Wednesday, March 02, 2011

Dorothea de Lieven

The waltz, originally a German country dance, appeared in revolutionary France in 1793, and spread from Napoleon's Court to St. Petersburg and Vienna. Madame de Lieven brought it to England in 1812, but did not venture to dance it at Almack's until Tsar Alexander, on his visit to London in 1816, danced it there with her. A dance in which the man seized his partner around the waist and clasped her to him, in public, had not been known in polite society since the sixteenth century, and it naturally created a sensation; and in the atmosphere of Almack's in Regency days, it could hardly have the innocent significance which it had, as an already established custom, in staid Victorian times. Even after the Tsar had set an example, most members hesitated to dance the waltz; but Captain Gronow states that in course of time Palmerston might be seen 'describing an infinite number of circles with Madame de Lieven', and the Austrian chargé d'affaires, Baron Neumann, waltzed regularly with the Princess Esterhazy.
-- Jasper Ridley, Lord Palmerston, at 43.

The Princess Lieven (a German married to a Russian noble) was at different times the mistress of Guizot and of Metternich, and had more to occupy her mind than waltzes:
Princess Lieven “succeeded in inspiring a confidence” with prominent men “until now unknown in the annals of England”, wrote Russian foreign minister Count Nesselrode. Her friendships with George IV, Prince Metternich, the Duke of Wellington, George Canning, Count Nesselrode, Lord Grey, and François Guizot gave Dorothea Lieven the opportunity to exercise authority in the diplomatic councils of Great Britain, France, and Russia. She was a political force, a position reached by no other contemporary female.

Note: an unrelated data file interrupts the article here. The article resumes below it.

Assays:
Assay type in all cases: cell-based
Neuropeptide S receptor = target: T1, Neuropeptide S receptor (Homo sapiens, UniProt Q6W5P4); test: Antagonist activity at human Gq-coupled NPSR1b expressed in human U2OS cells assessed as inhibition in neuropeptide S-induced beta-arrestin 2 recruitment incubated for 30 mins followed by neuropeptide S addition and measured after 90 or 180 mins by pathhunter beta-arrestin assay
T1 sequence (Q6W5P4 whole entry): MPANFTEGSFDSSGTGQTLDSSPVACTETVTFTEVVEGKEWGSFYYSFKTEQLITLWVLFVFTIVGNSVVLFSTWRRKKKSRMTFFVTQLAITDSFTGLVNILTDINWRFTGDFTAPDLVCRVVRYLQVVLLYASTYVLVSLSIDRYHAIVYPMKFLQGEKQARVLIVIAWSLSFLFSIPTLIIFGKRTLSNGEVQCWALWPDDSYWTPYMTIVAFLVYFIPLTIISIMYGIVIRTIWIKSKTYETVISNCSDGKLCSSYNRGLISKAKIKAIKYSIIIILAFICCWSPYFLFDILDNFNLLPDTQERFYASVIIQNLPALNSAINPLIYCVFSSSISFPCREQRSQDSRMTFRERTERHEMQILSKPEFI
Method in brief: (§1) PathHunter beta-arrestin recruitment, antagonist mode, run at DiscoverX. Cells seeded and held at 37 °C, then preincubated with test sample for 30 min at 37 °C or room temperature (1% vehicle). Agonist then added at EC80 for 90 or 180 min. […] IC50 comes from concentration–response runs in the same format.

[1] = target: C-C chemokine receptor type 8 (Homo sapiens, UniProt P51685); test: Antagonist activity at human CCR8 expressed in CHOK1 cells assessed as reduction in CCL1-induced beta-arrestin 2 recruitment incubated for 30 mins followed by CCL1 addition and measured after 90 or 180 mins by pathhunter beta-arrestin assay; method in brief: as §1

The Princess participated, either directly or indirectly, in every major diplomatic event between 1812-1857. She knew “everyone in the Courts and cabinets for thirty or forty years”; she “knew all the secret annals of diplomacy”, wrote a French diplomat. Palmerston seems to have resented her interference, writing " a busy woman must do harm because she can do no good."
That was ungracious of Palmerston to his erstwhile dancing partner and, it may be, mistress.

There seem to have been a couple of English biographies of her, none in print. This 1903 review by Sydney Smith of one volume of her many letters (they are important sources for diplomatic history) goes into her biography in some detail, including her introduction of the waltz to England -- in 1816, says Smith.

... Nicholas I's deficiencies as a human being have been well recorded by Edward Crankshaw and others, but Smith's review provides a new example. The Tsar did not approve of the princess's leaving Russia to settle in Paris, after two of her sons had died in St. Petersburg:
Incredible as it may seem, he did not permit her husband to announce to her the death of a third son, which she only learned through a letter addressed to him being returned to her through the post with the word 'Dead' written on the envelope.
... And she was a Lutheran! Philip Mansel, Paris Between Empires: Monarchy and Revolution 1815-1848, at 334. Her [husband's] family was Baltic German, tho she seems to have identified strongly with Russia. [Correcting basic stupidity on my part.]

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